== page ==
***

I guess the first thing I really learnt about the culture in France is that nobody is in a great deal of hurry to get anywhere or do anything. Brussels had been the starting point of my trains journey – it hadn’t been late coming in from anywhere else, yet the French train company still managed to be delayed by about 15 minutes, with no real explanation offered to the passengers. Luckily it was a high speed train, and we arrived in Paris a little over an hour after we finally got going. But before I went rushing off into the city, I had some more planning and administration to take care of. While I had been sipping on my wine in Brussels, I had also been speaking to Gemma back in Groningen, filling her in in on my time in Berlin, telling her all the stories, and explaining the circumstances in which I had left and the situation I was in now. She helped me come up with a more realistic rough plan for my route around Europe, and agreed I needed to be a little more proactive when it came to moving on from each destination. So while the plan was still essentially free and flexible, I decided to book my train out of Paris as soon as I got there – being one of the most visited cities in the world, transport to and from the City of Lights was almost always sold out well in advance. So I lined up in the dedicated line for Eurail Pass holders… where I waited for over an hour. There were only two serving windows open, one of which closed while I was still waiting. The entirety of the staff seemed completely nonchalant and blasé about the growing line and mounting frustration that was becoming extremely visible among the crowd. No points for customer service there. The line continued to grow longer and longer behind me, and at the rate it was moving I was starting to fear I wouldn’t even make it to the front of the line before opening hours ended, and would have the shutters to the serving windows slammed shut in my face instead.

But I did make it there in the end, though once I did I made another unfortunate discovery – the train departing Paris on the night I had intended to leave was completely booked out.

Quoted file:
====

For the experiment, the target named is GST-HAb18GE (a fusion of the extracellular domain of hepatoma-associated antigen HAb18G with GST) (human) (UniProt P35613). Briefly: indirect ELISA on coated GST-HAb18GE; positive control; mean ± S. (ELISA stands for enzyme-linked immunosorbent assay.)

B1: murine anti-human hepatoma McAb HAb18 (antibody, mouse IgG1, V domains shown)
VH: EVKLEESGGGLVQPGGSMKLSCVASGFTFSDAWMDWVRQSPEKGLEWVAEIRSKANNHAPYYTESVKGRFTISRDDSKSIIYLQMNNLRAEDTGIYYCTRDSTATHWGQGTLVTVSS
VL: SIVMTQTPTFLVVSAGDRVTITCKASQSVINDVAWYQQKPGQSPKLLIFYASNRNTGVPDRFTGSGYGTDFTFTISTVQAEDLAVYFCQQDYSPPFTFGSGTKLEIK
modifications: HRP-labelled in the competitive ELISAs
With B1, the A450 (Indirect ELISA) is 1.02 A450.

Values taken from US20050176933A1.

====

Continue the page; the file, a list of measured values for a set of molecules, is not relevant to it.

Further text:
“There’s nothing you can do? Nothing at all?” I practically begged the woman sitting behind the perspex window. I had been unsuccessful in finding any Couchsurfing hosts in Paris and, not wanting a repeat of my experience in Hamburg, had booked a hostel for three nights. That was the only affordable accommodation I had been able to find, and there hadn’t even been any room beyond those three nights. I’d been planning to get the overnight train to Barcelona, but if I couldn’t leave on that evening I would be stranded for a night in Paris.
“No, I’m sorry, there are no seats available for Eurail pass holders.” She did sound genuinely sorry, but it was still frustrating.
“Okay, well… How about the next night?” I had to book something, or Paris would end up being the city that I’d truly never escape from.
She tapped away at her computer before answering. “There are places available, but…” I held my breath. “There are no sleeper beds available. The best I can offer you is the reclining seat carriage.” That was, unless I wanted to fork out for a first class ticket, she had added – you’d think these kinds of people would have a better idea of how backpacking works, right?